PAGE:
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I have been looking into some existing code of the company I am with and what i see is applicationContext.xml file has UserDAO class declared as a bean which is fine but in the DAO class itself getFromApplicationContext(ApplicationContext ctx) has been declared which returns the instance of DAO class itself. I am unable to understand where this method gets called, who is calling it. DAO class is extending HibernateDaoSupport class How do I know that I have to create this method in my class because if i delete it, compiler in eclipse doesn't complain. What I am trying to say is there should be an interface or abstract class which will force me to write this method.

public static UserDAO getFromApplicationContext(ApplicationContext ctx) {
    return (UserDAO) ctx.getBean("userDAO");

Please anybody who can explain a bit.

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2 Answers 2

up vote 1 down vote accepted

Normally, you should not have a reference to the application context, especially in something so trivial as a user dao.

Some tips on finding the usage:

  • use eclipse "Call hierarchy" (CTRL + ALT + H) to see where is the method called
  • Use right click -> References -> Project to see where the class is used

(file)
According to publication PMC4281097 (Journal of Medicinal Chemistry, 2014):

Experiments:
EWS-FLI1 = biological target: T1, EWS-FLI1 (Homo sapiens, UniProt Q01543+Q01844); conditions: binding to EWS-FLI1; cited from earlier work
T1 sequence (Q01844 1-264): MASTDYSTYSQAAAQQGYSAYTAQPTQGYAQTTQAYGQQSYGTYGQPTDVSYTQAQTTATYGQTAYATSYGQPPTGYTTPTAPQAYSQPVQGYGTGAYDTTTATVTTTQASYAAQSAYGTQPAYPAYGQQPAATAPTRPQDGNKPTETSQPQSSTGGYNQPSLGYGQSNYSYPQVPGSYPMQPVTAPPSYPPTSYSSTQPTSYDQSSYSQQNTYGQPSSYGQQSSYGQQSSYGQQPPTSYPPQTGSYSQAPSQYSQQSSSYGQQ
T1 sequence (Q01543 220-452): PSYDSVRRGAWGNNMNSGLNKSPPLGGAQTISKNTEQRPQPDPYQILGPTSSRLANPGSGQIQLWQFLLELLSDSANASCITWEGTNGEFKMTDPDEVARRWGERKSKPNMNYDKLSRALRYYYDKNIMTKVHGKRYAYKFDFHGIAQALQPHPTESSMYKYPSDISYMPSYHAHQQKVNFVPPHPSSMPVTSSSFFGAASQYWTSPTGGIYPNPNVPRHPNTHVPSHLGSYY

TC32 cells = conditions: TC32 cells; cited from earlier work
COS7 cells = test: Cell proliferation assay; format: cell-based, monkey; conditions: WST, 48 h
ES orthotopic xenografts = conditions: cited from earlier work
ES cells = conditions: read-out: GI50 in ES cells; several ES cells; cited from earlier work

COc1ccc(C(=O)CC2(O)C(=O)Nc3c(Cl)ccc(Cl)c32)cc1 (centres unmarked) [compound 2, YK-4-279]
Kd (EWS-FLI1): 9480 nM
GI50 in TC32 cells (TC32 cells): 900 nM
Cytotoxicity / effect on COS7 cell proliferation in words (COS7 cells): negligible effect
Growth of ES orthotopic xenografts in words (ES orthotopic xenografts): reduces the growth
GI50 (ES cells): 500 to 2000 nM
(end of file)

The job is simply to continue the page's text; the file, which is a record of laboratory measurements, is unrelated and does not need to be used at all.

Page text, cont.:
If it is not used, and there is no compilation problem, and there is nothing special in the xml config (like factory-method) - delete it.

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with CTRL+ALT+H i found out that getBean(String) from org.springframework.beans.factory.BeanFactory is calling this method. But why it's still a mystry. Because GlobalDataAceess class is using the UserDAO bean injected into it. GlobalDataAccess class is also declared as a bean in applicationContext and in Controllers we are calling GlobalDataAccess to get DAOs where we call methods on them. So where Beanactory is playing role by calling this mystry method. –  user984281 Oct 10 '11 at 21:51
does the DAO implement some interface? –  Bozho Oct 10 '11 at 21:59
I really don't see how the getBean method of Spring could call this method, especially without using reflection. I doubt Spring has your UserDAO class as dependency. –  JB Nizet Oct 10 '11 at 22:03

If this method isn't used anywhere, I think you may safely delete it. It doesn't look like some method automatically called by Spring. Instead, it looks like a utility method to get an instance of the UserDAO from the application context.

This method is useful, because it avoid hard-coding the name of the bean everywhere, but it should generally be avoided, because the whole point of Spring is to use dependency injection, and thus to avoid bean lookups like this. The application context could be used to get some root object once, at startup. But all the other beans should be injected.

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